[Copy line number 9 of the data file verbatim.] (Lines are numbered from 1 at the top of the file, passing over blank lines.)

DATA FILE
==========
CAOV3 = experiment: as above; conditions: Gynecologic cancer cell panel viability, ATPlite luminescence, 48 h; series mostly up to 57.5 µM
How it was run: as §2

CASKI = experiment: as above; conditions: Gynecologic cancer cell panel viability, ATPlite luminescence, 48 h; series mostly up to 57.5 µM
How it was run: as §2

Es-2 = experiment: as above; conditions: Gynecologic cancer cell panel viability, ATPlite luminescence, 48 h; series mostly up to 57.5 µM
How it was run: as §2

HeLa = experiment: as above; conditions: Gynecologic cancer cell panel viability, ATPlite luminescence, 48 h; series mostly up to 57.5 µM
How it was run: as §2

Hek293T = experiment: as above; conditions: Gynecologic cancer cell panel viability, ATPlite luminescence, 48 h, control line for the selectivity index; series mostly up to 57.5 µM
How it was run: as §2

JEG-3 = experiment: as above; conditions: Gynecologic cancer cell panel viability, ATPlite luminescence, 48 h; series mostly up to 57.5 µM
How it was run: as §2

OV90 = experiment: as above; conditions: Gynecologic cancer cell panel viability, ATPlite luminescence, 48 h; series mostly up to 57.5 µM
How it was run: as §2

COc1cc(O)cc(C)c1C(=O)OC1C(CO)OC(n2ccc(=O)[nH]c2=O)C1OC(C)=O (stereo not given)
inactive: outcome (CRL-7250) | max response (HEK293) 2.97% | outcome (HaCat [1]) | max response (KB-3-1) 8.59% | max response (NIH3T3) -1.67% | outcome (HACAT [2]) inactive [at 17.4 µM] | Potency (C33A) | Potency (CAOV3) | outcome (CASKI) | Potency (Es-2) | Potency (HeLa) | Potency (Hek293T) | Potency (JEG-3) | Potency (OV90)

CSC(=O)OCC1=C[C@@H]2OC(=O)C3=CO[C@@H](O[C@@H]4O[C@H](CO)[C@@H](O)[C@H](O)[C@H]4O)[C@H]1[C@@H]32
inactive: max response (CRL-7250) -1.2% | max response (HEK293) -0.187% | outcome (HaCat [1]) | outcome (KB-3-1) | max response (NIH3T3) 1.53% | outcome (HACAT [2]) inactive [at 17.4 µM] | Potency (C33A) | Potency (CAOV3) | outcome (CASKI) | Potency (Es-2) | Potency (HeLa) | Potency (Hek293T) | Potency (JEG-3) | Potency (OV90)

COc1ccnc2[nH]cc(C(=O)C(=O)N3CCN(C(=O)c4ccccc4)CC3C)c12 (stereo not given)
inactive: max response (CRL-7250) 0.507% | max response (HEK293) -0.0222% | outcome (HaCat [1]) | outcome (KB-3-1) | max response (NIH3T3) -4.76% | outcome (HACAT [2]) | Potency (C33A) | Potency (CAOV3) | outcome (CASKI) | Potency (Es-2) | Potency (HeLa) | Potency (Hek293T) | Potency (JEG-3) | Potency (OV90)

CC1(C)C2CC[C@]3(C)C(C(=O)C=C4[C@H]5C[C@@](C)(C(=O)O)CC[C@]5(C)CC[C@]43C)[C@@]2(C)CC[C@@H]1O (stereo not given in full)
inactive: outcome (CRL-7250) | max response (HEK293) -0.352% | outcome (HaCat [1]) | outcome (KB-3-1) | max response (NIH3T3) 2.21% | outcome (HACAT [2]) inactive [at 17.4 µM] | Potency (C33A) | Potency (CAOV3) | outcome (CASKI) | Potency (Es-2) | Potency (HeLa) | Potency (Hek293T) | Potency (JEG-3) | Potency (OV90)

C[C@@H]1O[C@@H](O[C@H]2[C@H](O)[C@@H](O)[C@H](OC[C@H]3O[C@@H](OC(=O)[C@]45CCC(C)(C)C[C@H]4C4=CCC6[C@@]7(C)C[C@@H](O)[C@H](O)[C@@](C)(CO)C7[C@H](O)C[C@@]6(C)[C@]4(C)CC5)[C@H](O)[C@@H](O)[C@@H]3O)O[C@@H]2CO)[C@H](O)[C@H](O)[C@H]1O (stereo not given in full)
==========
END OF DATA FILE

Hek293T = experiment: as above; conditions: Gynecologic cancer cell panel viability, ATPlite luminescence, 48 h, control line for the selectivity index; series mostly up to 57.5 µM